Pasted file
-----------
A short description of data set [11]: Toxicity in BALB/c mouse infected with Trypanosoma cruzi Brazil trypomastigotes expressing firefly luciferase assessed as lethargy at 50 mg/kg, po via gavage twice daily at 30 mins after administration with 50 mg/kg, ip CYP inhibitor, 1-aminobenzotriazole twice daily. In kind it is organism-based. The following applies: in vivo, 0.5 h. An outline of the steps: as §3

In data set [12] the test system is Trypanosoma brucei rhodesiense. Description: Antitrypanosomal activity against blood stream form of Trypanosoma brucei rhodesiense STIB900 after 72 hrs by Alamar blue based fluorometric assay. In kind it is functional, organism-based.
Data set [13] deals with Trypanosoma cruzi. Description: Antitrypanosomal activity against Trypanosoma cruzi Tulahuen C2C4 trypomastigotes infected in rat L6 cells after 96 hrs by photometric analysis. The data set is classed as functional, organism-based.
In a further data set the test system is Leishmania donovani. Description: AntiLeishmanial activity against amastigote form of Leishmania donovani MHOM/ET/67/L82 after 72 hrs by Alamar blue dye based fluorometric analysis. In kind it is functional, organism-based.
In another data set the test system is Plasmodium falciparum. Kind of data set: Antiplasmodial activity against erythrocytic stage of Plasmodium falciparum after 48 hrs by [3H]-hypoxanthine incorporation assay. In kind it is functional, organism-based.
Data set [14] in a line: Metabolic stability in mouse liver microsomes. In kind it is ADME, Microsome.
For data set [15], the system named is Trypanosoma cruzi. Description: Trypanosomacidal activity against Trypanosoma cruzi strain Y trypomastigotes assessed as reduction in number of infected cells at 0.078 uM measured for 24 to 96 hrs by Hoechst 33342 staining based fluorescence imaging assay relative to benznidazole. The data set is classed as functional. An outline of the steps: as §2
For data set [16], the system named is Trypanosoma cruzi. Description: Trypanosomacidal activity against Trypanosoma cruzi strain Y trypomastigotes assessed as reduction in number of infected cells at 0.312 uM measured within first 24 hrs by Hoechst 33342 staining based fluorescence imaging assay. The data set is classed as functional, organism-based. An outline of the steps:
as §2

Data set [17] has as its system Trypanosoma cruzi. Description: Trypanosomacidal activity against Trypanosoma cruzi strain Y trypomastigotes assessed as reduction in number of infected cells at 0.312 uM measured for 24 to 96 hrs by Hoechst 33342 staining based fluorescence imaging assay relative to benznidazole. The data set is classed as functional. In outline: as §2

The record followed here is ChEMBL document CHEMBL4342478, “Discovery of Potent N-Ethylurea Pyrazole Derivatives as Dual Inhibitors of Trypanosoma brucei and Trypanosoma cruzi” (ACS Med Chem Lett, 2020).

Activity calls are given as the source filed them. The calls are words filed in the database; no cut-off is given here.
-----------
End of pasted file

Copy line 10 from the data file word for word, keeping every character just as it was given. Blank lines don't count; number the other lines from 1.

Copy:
Data set [17] has as its system Trypanosoma cruzi. Description: Trypanosomacidal activity against Trypanosoma cruzi strain Y trypomastigotes assessed as reduction in number of infected cells at 0.312 uM measured for 24 to 96 hrs by Hoechst 33342 staining based fluorescence imaging assay relative to benznidazole. The data set is classed as functional. In outline: as §2